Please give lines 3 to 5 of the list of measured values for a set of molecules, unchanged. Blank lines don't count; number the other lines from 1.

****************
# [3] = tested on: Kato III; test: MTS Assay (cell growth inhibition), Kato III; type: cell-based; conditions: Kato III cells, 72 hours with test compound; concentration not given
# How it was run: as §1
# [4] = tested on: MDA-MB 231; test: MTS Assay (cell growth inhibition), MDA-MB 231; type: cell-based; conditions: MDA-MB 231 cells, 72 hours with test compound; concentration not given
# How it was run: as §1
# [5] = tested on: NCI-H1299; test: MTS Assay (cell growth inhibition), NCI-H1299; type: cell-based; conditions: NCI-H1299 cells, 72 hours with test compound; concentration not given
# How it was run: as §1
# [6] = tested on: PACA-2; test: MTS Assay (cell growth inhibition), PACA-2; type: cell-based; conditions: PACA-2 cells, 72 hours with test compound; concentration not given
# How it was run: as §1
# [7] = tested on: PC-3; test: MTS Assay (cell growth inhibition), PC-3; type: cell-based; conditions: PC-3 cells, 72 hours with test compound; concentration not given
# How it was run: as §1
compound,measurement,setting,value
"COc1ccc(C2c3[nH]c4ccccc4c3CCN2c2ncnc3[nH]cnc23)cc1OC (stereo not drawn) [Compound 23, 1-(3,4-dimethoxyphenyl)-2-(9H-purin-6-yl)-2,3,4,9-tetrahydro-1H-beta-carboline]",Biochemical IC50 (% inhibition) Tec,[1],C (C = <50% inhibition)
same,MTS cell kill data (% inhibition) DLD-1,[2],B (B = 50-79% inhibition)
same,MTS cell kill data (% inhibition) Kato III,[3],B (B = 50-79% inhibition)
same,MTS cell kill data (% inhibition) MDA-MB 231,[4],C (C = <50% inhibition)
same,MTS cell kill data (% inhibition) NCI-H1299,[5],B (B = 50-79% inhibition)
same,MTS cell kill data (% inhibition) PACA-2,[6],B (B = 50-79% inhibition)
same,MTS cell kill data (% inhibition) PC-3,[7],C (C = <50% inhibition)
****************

# [4] = tested on: MDA-MB 231; test: MTS Assay (cell growth inhibition), MDA-MB 231; type: cell-based; conditions: MDA-MB 231 cells, 72 hours with test compound; concentration not given
# How it was run: as §1
# [5] = tested on: NCI-H1299; test: MTS Assay (cell growth inhibition), NCI-H1299; type: cell-based; conditions: NCI-H1299 cells, 72 hours with test compound; concentration not given